The Kennel Club is campaigning for the overhaul of the existing dangerous dogs legislation.
The issue of dangerous dogs and protecting the public has posed a problem for legislators for many years.
The Kennel Club believes that specific legislation does not protect the public and must be sorted out to place greater responsibility on dog owners and remove the huge welfare implications affecting dogs deemed to be of a certain type.
Under section 2 of the 1871 Dogs Act, a dog may be reported to the police or a Magistrate’s court for acting dangerously and/or out of control. If the court concurs, an order can be made for the dog to be kept by the owner under proper control, or destroyed. The Dangerous Dogs Act 1989 extended the powers available to a court on a complaint under this legislation, together with additional rights of appeal and enhanced penalties.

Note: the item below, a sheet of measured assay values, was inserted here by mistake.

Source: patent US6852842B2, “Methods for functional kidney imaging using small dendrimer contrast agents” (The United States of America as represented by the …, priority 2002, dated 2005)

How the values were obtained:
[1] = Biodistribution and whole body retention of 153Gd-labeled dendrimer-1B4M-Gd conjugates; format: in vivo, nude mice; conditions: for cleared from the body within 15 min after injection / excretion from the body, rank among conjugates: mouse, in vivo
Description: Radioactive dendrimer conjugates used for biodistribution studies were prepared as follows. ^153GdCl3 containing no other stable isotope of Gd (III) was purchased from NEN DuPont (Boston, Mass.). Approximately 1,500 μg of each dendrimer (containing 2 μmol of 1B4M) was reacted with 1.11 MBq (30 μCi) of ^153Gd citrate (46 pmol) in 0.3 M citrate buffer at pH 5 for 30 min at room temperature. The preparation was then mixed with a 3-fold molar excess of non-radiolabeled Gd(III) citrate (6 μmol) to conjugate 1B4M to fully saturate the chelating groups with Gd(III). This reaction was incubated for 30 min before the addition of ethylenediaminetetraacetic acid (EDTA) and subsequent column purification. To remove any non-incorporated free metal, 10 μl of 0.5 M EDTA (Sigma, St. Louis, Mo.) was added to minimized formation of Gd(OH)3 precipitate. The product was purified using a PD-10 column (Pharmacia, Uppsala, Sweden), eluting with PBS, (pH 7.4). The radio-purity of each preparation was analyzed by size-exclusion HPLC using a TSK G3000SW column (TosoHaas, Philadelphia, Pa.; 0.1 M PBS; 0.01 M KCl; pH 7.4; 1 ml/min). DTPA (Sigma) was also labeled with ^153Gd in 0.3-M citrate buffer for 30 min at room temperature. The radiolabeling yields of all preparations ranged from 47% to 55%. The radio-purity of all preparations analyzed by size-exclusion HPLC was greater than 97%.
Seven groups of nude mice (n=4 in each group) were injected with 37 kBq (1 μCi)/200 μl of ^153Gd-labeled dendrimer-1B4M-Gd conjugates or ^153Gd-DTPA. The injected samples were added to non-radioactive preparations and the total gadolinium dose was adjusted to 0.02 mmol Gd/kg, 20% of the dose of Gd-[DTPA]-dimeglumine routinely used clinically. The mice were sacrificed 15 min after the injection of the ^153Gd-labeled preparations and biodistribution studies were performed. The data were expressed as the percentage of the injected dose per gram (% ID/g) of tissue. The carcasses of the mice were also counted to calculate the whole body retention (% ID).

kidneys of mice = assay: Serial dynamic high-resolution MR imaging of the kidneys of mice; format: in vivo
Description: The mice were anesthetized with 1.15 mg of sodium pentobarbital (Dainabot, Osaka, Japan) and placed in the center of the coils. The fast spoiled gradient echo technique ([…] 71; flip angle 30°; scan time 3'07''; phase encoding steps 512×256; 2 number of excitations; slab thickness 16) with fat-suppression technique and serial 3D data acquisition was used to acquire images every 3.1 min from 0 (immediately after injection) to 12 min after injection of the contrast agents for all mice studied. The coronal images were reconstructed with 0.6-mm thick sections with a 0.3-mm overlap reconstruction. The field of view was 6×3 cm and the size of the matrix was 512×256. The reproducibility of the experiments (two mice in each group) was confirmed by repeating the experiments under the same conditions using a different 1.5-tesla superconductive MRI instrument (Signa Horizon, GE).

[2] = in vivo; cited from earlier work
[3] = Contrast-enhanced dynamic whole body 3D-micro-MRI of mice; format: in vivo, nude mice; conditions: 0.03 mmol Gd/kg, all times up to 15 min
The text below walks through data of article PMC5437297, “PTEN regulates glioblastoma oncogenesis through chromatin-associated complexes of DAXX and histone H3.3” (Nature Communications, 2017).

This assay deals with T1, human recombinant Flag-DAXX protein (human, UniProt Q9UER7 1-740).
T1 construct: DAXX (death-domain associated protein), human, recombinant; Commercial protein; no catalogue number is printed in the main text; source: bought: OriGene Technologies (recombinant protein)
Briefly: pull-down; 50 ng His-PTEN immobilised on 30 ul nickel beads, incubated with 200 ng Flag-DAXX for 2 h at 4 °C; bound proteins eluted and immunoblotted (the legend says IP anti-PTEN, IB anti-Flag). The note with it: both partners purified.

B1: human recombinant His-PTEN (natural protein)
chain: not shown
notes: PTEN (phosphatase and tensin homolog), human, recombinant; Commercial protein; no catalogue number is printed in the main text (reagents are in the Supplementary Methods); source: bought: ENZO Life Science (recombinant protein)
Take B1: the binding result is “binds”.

More recently the implementation of the Dangerous Dogs Act 1991 has had a significant effect on the welfare of some dogs by banning specific breeds:
- Pit Bull Terrier
- Japanese Tosa
- Dogo Argentino
- Fila Braziliero
This Act has led to thousands of dogs every year kept in kennels for many years or euthanased simply because of their breed or type. Furthermore, the Dangerous Dogs (Amendment) Act 1997 removed the mandatory destruction order provisions on banned breeds and re-opened the Index of Exempted Dogs for dogs.